In the end, Drazewski ruled that Timoney would be allowed to testify and speak generally about his conversations with Christopher Harris.

Another motion coming before the judge was whether or not to allow the prosecution to discuss with Nicole Gee the grounds of her divorce from Christopher Harris.

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Gee and Harris were divorced in March of 2007. Gee filed for the divorce, claiming mental cruelty as the grounds for the divorce. The prosecution wants to discuss with Gee the events leading up to the divorce and claims that Gee had filed orders of protection against Harris.

During the hearing Friday afternoon, when that statement was made by prosecutor Atterberry, Christopher Harris immediately leaned in to whisper to Fultz. Fultz then relayed to the judge that no orders of protection were ever issued against Harris. He said that Atterberry was surely confusing this case with another.

When the defense had their turn to speak, Fultz said that mental cruelty is an easy cause to file in the state of Illinois, and Nicole Gee had simply checked a box on a form as instructed by an office clerk. He also said that Gee, who is currently in Florida, will testify that her ex-husband was of a gentle nature.

In the end, Drazewski said the fact that Gee is divorced from Harris may be discussed in trial, but the grounds for divorce may not.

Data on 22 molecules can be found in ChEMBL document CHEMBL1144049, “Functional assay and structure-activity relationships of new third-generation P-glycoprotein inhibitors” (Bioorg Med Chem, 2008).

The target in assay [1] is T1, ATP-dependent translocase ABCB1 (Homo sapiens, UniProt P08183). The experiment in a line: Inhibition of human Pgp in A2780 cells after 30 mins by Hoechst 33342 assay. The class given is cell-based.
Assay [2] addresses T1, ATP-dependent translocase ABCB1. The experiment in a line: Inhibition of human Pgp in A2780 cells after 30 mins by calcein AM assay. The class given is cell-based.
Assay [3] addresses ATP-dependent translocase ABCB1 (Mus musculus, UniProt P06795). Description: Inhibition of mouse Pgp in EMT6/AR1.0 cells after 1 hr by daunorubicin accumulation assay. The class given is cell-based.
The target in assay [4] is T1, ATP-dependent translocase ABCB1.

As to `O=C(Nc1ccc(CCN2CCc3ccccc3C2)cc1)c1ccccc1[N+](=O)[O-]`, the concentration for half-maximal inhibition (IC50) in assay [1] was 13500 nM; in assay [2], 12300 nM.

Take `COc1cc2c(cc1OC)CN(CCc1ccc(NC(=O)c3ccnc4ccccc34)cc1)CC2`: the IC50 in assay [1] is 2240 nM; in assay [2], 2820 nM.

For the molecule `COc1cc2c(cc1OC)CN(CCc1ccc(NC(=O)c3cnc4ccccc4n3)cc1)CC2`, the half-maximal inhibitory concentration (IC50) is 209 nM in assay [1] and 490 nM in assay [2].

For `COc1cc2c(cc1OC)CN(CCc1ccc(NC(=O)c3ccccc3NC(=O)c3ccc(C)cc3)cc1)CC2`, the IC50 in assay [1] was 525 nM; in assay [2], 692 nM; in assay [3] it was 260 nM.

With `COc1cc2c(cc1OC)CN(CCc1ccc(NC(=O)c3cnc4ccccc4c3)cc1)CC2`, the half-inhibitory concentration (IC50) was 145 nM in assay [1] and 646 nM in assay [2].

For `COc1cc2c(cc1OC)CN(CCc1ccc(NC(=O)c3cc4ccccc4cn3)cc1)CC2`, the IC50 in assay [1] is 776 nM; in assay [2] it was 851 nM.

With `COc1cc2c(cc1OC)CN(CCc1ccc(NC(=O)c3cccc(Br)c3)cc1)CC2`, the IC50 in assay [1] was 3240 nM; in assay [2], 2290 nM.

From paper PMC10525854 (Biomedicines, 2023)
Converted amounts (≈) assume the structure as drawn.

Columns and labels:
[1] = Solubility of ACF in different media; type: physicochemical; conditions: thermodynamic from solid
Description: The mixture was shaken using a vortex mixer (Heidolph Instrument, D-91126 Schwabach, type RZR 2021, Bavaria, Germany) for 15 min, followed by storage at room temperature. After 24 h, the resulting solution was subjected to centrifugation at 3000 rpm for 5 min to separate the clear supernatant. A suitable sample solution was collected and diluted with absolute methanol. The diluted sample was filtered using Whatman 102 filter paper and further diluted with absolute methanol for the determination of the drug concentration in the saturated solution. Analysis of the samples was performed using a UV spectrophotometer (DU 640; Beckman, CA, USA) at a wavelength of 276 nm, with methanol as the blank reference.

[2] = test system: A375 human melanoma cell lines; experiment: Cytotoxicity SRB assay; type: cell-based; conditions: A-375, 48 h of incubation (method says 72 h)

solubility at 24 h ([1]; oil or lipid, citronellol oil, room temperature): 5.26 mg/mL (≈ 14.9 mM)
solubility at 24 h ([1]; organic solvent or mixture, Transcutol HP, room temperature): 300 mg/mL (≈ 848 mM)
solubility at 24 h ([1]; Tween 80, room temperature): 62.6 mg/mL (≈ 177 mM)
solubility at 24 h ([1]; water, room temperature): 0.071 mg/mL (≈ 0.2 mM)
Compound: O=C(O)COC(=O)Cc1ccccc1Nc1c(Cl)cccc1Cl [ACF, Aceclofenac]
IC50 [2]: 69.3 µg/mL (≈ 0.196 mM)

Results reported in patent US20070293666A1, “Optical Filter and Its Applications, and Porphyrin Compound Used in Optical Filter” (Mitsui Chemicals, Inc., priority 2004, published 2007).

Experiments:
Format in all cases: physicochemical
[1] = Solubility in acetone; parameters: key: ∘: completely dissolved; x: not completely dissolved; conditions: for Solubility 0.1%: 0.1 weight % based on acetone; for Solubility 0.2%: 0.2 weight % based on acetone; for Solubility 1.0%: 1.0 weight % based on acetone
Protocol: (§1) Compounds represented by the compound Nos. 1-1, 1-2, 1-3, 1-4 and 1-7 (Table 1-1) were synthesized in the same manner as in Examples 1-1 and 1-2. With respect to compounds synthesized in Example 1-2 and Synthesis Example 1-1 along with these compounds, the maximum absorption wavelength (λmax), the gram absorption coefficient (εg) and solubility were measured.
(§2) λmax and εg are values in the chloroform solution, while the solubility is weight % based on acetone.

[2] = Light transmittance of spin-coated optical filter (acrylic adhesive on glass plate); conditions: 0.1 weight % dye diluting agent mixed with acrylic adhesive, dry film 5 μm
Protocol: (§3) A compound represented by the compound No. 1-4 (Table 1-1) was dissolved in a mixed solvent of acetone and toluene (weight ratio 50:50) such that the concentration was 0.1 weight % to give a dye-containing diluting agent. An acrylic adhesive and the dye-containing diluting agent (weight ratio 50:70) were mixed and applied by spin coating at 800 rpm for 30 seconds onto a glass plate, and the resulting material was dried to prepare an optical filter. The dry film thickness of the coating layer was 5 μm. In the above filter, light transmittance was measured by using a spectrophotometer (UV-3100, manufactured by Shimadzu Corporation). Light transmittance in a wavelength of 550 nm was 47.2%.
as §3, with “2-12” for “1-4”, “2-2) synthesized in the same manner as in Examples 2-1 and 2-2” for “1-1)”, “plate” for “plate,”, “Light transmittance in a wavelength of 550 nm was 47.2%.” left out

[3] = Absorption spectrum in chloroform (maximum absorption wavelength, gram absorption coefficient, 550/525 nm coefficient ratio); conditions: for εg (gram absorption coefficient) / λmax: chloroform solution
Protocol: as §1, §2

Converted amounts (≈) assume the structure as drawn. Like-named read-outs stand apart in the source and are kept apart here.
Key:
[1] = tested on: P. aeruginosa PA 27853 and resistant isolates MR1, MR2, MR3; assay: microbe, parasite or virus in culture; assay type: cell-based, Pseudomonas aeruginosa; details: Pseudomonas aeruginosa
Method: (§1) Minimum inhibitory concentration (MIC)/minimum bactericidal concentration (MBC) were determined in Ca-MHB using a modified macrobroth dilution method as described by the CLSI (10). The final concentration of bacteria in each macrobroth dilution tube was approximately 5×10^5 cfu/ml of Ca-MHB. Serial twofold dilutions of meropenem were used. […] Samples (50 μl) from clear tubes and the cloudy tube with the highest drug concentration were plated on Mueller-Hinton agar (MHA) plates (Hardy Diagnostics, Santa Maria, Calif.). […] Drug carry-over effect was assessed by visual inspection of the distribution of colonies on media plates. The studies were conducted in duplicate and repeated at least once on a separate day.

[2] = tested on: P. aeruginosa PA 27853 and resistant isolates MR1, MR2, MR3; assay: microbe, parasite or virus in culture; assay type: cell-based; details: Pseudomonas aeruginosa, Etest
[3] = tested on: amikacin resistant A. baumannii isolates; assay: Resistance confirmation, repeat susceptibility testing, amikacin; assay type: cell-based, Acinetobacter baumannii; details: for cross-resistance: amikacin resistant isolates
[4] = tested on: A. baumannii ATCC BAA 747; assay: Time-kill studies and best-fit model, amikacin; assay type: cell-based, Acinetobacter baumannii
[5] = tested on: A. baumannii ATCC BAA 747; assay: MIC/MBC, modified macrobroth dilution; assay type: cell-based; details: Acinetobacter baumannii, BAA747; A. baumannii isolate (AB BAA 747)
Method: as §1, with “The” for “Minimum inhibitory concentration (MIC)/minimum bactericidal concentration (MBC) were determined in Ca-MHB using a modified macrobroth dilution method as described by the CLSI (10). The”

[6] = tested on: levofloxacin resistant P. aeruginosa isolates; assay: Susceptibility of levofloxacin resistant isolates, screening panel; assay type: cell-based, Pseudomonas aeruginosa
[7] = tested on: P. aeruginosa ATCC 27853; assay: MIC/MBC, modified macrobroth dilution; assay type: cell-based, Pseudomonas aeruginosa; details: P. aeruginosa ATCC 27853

In other motions, the defense and prosecution agreed to petition that prospective jurors complete a multi-page juror survey and be interviewed one at a time instead of in a panel of four, as is customary.

During discussion, Atterberry said he had done this in a previous trial and it had not hindered the time taken to select an effective jury.

All the attorneys agreed that interviewing in a panel of four would allow all four prospective jurors the opportunity to learn more about the case through each otherís comments, which is something they want to avoid.

Drazewski also stated that if a survey was used, he would then expect attorneys to not dwell on the same questions during the interview process.

It was brought up that the questionnaire could alert the attorneys to possible red flags for a juror and could also provide information that would allow the attorneys to engage the juror and help the person relax and interact more comfortably with them.

It was also discussed how the courts would handle jurors who claim hardship as a means of getting out of the pool. Drazewski said generally in his court that question is posed to the entire group in the holding room. Those who raise their hand that doing jury duty will cause them a hardship are then dealt with first and separately.

The list of motions to be heard Friday was quite lengthy, and in a hearing that began at approximately 1:50 p.m. and ended after 5 p.m., not all the motions were heard.

The next hearing will take place on April 19 in Peoria. Drazewski will continue hearing pretrial motions on that day, and the process may spill over into the April 29 hearing date as well.

Jury selection will begin on April 30 and should take the remaining three to four days of that week. If all goes as scheduled, the actual trial should commence in the first full week of May and is expected to last three to four weeks.